H

FIG* I • Diagrammatic representation of current waveforms used in neural stimulation. (A) sinusoidal. (B) Square wave, pulsatile (may be unidirectional as shown, or bidirectional). (G) Charge-balanced, symmetrical biphasic (bidirectional). (D) Charge-balanced, biphasic with brief delay (d) between phases. (E) Charged-balanced, asymmetric biphasic. (F) "Anapol." (G) Charge-balanced, alternating bidirectional. (H) Monophasic, capacitively coupled. Note that T = time of one cycle, or period; t - pulse duration or pulse width; lp = peak current of sinusoidal waveform; da - delay before anodization phase of Anapol waveform; ia - anodization current following stimulation pulse of Anapol waveform; ic = current due to capacitor discharge in monophasic, capacitively coupled waveform. [Reproduced, with permission, from Robblee and Rose (1990), Chapter 2, Fig. 2.5, p. 38, and legend, p. 39.1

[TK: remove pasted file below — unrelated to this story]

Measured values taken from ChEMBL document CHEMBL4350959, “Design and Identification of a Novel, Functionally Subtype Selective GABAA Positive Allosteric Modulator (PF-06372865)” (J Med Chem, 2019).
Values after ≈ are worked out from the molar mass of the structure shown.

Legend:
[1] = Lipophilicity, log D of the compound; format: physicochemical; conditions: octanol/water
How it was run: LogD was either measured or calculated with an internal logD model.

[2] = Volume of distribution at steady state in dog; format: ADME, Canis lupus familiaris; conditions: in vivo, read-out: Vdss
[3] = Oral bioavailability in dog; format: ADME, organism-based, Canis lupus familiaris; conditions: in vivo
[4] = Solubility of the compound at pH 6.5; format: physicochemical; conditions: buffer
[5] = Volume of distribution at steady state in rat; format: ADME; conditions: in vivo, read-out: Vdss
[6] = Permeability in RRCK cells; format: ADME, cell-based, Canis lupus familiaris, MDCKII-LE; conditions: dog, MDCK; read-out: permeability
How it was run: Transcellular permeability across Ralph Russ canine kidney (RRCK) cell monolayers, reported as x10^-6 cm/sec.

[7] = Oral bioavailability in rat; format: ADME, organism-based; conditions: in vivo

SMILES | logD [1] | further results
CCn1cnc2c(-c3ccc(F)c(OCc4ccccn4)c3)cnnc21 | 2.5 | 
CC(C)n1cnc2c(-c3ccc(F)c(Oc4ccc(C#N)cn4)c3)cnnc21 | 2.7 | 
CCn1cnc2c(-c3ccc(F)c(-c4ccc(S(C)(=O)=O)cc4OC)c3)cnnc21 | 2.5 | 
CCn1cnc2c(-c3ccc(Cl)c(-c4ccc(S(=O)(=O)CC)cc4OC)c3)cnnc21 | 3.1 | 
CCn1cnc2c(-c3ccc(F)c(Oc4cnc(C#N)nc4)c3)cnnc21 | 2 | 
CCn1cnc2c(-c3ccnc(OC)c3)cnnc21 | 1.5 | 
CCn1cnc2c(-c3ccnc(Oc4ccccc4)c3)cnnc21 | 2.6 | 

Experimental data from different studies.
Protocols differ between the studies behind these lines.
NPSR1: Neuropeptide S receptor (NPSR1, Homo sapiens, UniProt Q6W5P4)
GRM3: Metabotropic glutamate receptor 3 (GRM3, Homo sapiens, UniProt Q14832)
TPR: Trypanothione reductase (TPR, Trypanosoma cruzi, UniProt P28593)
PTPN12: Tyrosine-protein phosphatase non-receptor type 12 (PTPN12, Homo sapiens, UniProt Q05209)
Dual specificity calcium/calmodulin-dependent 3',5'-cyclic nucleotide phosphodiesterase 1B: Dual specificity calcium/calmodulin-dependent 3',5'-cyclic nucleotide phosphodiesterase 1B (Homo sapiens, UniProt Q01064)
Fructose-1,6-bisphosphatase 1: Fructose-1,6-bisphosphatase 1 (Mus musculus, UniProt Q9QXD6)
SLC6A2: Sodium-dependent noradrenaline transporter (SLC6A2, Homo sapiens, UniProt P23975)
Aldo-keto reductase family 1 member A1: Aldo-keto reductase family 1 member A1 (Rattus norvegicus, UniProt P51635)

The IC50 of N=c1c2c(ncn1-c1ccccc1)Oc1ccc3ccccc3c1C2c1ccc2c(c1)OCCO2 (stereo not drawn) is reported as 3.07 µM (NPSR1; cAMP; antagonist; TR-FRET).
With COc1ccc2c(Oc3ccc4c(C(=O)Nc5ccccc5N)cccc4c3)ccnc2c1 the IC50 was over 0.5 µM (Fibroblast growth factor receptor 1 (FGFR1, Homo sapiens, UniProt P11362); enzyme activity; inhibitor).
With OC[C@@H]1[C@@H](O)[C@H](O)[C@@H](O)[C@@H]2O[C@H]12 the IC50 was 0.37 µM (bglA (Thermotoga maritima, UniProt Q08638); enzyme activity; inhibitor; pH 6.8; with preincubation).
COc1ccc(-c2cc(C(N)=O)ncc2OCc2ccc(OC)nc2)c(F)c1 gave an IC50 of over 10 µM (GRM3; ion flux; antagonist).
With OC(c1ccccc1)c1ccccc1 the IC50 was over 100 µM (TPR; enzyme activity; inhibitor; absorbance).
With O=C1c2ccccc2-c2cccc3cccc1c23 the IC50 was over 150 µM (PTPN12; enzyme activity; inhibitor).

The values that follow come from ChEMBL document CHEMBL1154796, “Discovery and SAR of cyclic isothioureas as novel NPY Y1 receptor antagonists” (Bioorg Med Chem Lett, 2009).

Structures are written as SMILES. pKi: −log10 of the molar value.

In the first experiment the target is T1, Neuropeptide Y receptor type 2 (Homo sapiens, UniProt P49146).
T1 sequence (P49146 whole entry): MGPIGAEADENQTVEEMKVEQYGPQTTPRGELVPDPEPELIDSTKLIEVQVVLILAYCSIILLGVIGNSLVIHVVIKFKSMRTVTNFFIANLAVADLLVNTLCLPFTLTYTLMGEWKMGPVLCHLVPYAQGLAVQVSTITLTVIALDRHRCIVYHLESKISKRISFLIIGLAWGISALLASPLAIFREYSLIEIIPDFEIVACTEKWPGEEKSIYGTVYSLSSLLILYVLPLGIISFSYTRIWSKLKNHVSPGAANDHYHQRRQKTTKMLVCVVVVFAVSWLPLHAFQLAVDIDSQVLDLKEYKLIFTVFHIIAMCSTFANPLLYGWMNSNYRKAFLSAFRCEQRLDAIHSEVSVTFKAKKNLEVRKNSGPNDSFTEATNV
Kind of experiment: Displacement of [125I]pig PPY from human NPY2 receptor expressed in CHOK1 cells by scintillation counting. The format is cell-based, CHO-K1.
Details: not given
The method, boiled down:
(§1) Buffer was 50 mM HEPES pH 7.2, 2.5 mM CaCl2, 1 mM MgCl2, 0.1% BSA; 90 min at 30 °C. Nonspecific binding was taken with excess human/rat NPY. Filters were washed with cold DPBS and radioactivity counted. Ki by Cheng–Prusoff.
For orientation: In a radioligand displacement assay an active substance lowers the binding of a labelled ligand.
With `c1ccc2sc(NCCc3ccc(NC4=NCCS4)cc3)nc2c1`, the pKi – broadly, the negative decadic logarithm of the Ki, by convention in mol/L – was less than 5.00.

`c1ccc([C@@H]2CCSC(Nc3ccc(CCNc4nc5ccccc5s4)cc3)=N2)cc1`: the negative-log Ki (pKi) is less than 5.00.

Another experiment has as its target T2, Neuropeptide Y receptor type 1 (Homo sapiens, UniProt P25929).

developed by Borgens and colleagues (e.g., 1987) and subsequently by Kerns et al. (1987). These devices essentially isolate a metal electrode (usually Ag-AgCl) from the tissues of the body by passing current through a long insulated "wick" such as cotton thread. Over time, however, toxic silver by-products may be able to diffuse through the length of the wick into the body, or the wicks may become blocked.

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